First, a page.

Kushner led off by making the case that the U.S. government should spread
democracy around the world. (Around the 7:00 to 9:00 segment.) He tried to
justify this point of view by making the case that the U.S. government should
do this for its own sake and, because without democracy in the rest of the
world, the U.S. would be threatened by 9/11-type events.
What would you do if you were given a chance to rebut Kushner's points? I
know that the trap I sometimes fall into is to take on abstract statements
such as Kushner's by giving an equally abstract retort, informed by a few examples.
But here's the start of Horton's rebuttal, word for word (starting at the 9:00
"'Democracy,' said Benjamin Franklin, 'is two wolves and a lamb voting
on what's for lunch.' And we see the results of American foreign policy in
attempting to export democracy to the Middle East in the Iraqi government,
which is made up of the Dawa
Party and the Supreme
Council for Islamic Revolution in Iraq, the guys who were the Iraqi traitors,
who fled to Iran, back when America supported Saddam in the war against Iran.
So now the Iraqi government is a joint effort between the American government
and the Iranian one. And the Supreme Islamic Council and their Badr Brigade
have spent the last four years putting drills in the heads of Sunnis, murdering
them, slaughtering them, and ethnically cleansing Baghdad of them. They voted
on what was for lunch; it was Baghdad. …
"We can see the hypocrisy of the American war party when they claim
that they want to promote democracy and we see the results. They demanded elections
in Palestine. Hamas won. They immediately announced, 'You don't have to deal
with Hamas even though they were democratically elected. They're a terrorist
group. They're off limits.' They demanded elections in Lebanon, and Hezbollah
didn't win outright, but they did a lot better and formed a new coalition with
the Christians and have increased their power more than ever in the government
of Lebanon. Would anybody say that that was in the interest of the West? …
"Democracy means nothing if the people living in that democracy do
not believe in liberty. … When one speaks of the shining city on the hill,
that's supposed to be the light of truth, not the laser sight for high explosives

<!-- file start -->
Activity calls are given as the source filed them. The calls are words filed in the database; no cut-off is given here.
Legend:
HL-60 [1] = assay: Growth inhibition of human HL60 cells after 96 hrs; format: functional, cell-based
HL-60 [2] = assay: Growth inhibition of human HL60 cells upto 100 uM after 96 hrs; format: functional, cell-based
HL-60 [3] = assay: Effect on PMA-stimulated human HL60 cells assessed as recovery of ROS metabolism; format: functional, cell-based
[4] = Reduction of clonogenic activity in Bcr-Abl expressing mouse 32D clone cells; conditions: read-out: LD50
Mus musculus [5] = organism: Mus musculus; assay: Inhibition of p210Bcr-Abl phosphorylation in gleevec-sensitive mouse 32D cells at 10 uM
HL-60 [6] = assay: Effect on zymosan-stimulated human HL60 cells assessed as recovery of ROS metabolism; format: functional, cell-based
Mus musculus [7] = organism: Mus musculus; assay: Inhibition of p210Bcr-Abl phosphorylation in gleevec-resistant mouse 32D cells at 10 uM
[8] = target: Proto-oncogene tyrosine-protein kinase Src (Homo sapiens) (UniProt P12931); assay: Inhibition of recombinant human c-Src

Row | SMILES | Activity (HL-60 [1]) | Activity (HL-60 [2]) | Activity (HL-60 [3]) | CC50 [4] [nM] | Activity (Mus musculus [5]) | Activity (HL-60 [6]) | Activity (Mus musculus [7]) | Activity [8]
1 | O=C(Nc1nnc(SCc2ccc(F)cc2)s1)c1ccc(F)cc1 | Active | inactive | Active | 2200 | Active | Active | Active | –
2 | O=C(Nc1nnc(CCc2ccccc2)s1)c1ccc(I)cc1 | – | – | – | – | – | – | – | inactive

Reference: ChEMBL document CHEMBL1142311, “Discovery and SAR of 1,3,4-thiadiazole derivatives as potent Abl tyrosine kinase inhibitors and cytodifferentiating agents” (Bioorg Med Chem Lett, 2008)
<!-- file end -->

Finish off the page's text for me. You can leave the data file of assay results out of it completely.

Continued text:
falling out of the air on people. I do believe that America is different and
is exceptional. … What America has for the world is the philosophy of liberty.
The way you deliver that to the people of the world is that you e-mail it to
them and you fax it to them and you send them an iPod with John
Treatise on Civil Government on audio book and spread those throughout
the world. But when America – when our government – takes our money and takes
our blood and uses it to force liberty on people, they just identify what we
call liberty with the tyranny that our government brings to them. I think it
is noteworthy that none of the September 11 hijackers were from the Axis of
Evil countries – Iraq, Iran, or Syria [North Korea, not Syria, was in Bush
II's original list, but Horton later explained to me that he put Syria in on
purpose because 'the neocons have always considered regime change in Syria
as a high priority.'] They were all from Egypt, Saudi Arabia, Kuwait, and other
Arabian states where there are American combat forces stationed in their land.
It wasn't a lack of democracy that made them angry. Certainly our support for
their dictatorships was part of their anger, but it wasn't that we had yet
to invade Egypt, and yet to invade Saudi Arabia and change their regimes and
force them to have democracy that motivated them; it was the fact that our
government was already in their country. …
" A lot of the debate since September 11 has rested on the premise
that history began that day, as though America had not occupied Saudi Arabia.
… We're supposed to just think that the attacks happened just like those planes,
out of the clear blue sky, they hate us for no reason but for how good we are
and maybe because we haven't invaded them and given them a democracy yet. I
think as long as our foreign policy operates on that premise, more Americans
are going to be killed in spectacular attacks like what happened seven years
Wow! If I were teaching rhetoric, I would use Horton's response above as a
teaching tool. Notice that Horton goes right for the evidence on democracy